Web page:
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Tactical Automated Security System (TASS) Gets Deployed to Iraq

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by Monica Morales
Electronic Systems Center Public Affairs
HANSCOM AIR FORCE BASE, Mass.
April 05, 2006 13:46

One year after answering the Marine Corps’ call to meet an urgent need, the Force Protection Systems Squadron here is preparing to do it again. It will deploy another Tactical Automated Security System to Al Taqaddum Air Base, Iraq, this month.

"The Marine Corps came to us saying, ‘We want to make this our system of choice for expeditionary electronic security systems,’" said Tactical Systems Program Manager 1st Lt. Ted Boender. They want to install another system at Al Taqaddum, he said.

The TASS, an intrusion-detection system, protects a military installation by using…
thermal imaging cameras, radars and even mini-unmanned aerial vehicles to detect threats along its perimeter. A centralized tower gathers the information and reports it to a computer at the base defense operations center, where operators pinpoint the threat’s exact location and decide how to act upon it.

The squadron’s initial involvement with the Marines came when the service expressed an urgent warfighter need for the system at Al Asad Air Base, Iraq, in 2005. The FPSS delivered the contract in less than six weeks and the system itself in less than 90 days, a departure from the sometimes year-long process. Within weeks the system was installed – days ahead of schedule and under cost.

"We pulled out all the stops for them," Lieutenant Boender said. "We expedited the system to them in a very short amount of time."

That, paired with its successes after set up, made it a good contender for a second installation. At Al Asad, success translated into a more secure area, fewer bodies on perimeter guard and patrol, a cost savings of $200,000 and peace of mind.

"They are very happy with the situational awareness that it provides to the perimeter," he said. "You might sleep better at night knowing that thermal imaging cameras are looking 360 degrees around the base."

In October 2005, the base was taking constant fire from outside the base fence. The newly installed system detected several individuals approaching the installation’s perimeter, and a patrol was sent to intercept them. Although individuals were not caught, Lieutenant Boender said a potential attack on the base was avoided.

"They very well could have set up mortars, rockets or inflicted damage to the base … Surely, we thwarted some type of planning or possible attack," he said.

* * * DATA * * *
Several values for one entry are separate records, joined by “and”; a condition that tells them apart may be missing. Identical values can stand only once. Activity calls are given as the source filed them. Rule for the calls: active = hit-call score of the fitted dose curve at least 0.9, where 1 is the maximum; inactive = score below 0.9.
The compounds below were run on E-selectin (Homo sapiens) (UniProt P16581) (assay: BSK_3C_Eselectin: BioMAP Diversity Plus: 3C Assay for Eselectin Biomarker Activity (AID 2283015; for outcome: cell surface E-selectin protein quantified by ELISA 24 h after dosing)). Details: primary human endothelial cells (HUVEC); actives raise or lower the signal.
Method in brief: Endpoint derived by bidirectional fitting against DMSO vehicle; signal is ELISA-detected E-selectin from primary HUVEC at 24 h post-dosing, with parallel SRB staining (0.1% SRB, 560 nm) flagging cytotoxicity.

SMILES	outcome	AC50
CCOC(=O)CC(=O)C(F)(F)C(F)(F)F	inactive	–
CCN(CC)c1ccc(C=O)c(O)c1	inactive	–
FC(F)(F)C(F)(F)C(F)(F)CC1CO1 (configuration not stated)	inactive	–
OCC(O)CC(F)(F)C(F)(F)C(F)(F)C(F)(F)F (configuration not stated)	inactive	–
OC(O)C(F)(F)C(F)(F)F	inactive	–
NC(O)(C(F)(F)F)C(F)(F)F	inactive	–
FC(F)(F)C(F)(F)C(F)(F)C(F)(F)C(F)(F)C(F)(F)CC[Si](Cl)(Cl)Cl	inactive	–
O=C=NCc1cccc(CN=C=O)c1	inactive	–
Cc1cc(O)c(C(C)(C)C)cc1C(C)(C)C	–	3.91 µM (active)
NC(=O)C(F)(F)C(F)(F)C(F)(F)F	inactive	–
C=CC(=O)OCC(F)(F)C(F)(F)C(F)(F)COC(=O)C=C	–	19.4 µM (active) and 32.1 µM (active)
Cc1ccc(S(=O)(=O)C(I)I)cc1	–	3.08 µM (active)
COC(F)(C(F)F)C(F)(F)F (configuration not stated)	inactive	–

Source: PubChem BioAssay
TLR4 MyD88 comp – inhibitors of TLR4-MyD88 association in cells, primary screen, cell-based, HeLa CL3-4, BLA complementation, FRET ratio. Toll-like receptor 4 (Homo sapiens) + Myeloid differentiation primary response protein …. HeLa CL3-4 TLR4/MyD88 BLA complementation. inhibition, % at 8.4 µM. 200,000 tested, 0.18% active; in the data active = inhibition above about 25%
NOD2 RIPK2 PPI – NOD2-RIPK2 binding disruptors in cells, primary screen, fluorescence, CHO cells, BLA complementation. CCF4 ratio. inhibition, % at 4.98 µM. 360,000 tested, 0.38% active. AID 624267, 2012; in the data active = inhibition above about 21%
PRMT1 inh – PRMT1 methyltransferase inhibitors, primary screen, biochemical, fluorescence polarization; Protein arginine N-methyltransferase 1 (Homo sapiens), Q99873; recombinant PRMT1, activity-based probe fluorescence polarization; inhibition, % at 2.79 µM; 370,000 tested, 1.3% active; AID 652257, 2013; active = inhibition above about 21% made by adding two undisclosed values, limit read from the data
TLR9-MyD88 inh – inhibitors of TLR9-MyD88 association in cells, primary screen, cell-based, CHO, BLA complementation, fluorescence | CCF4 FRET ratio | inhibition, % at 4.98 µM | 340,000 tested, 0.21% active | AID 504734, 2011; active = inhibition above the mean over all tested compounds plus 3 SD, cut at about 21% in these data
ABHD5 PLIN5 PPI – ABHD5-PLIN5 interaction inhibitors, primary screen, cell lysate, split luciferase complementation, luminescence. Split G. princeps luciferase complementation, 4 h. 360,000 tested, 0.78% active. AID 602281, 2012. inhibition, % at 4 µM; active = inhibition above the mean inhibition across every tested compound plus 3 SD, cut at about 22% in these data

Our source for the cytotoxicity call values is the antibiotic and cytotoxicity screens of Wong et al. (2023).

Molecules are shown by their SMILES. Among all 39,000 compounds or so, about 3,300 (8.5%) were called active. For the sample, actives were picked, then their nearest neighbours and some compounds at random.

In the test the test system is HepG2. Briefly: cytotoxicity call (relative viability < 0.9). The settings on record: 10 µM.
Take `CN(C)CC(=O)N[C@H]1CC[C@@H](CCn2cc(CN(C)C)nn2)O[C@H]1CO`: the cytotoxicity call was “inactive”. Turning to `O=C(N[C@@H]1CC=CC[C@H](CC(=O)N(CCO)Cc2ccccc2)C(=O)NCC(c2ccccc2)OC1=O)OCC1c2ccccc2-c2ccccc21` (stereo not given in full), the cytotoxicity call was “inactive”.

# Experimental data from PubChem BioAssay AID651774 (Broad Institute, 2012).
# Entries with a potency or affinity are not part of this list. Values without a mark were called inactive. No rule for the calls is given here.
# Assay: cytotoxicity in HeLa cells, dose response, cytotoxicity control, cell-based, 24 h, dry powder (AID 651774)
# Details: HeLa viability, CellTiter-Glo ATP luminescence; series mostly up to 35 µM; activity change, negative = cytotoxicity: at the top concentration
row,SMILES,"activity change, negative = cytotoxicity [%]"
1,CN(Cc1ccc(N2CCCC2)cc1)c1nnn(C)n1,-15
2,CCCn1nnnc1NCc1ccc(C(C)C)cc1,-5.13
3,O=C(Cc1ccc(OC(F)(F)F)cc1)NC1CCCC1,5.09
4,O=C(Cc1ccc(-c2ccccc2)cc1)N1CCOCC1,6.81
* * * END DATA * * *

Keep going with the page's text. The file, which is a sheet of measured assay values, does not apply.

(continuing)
John Atkinson, Marine Central Command anti-terrorism and force protection officer, has worked closely with the squadron and said that the TASS has proven beneficial.

"It has provided the Marines increased battlespace management and situational awareness at our bases in Southwest Asia … The technological innovations provided by the FPSS are the linchpin to our integrated base defense and are essential to our battlespace awareness," he said.

Though customer feedback points to satisfaction, Lieutenant Boender said that there remains a constant eye on ways to improve the system. For example, the next generation of imagers – ultra long-range thermal imagers – will extend surveillance perimeter views beyond the standard three miles.

Software upgrades to run the enunciator – the computer-generated installation map that relays the precise location of an intrusion- are also on the horizon.

"This will bring us increased capabilities and interoperability with other systems. For example, to be able to better communicate with Army systems," Lieutenant Boender said.

One such system is the Army’s Counter Rocket Artillery and Mortar (C-RAM) system, which, when married with the TASS, has the capacity to detect a mortar or rocket, alert operators, display the weapon’s point of origin, counter-fire, predict its point of impact, and shoot down the incoming round.

At the end of the day, Lieutenant Boender said, success means saving lives, and sharing the job with the Marine Corps brings invaluable results.

"It’s by far the most rewarding job that I’ve done," he said. "The Marine Corps is a very special group of people to work with … and they definitely know how to get things accomplished."

Col. Ken Hasegawa, FPSS commander, said the reward comes not only in averting disaster, but also in being part of a larger team with a common goal – saving lives.

"The ability to ‘See First, Understand First, and Act First’ is giving our deployed multi-service forces crucial information and time to react," he said. "It’s a privilege knowing our squadron fields systems that play a daily role in meeting that joint effort."

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About David Crane

David Crane started publishing online in 2001. Since that time, governments, military organizations, Special Operators (i.e. professional trigger pullers), agencies, and civilian tactical shooters the world over have come to depend on Defense Review as the authoritative source of news and information on "the latest and greatest" in the field of military defense and tactical technology and hardware, including tactical firearms, ammunition, equipment, gear, and training.

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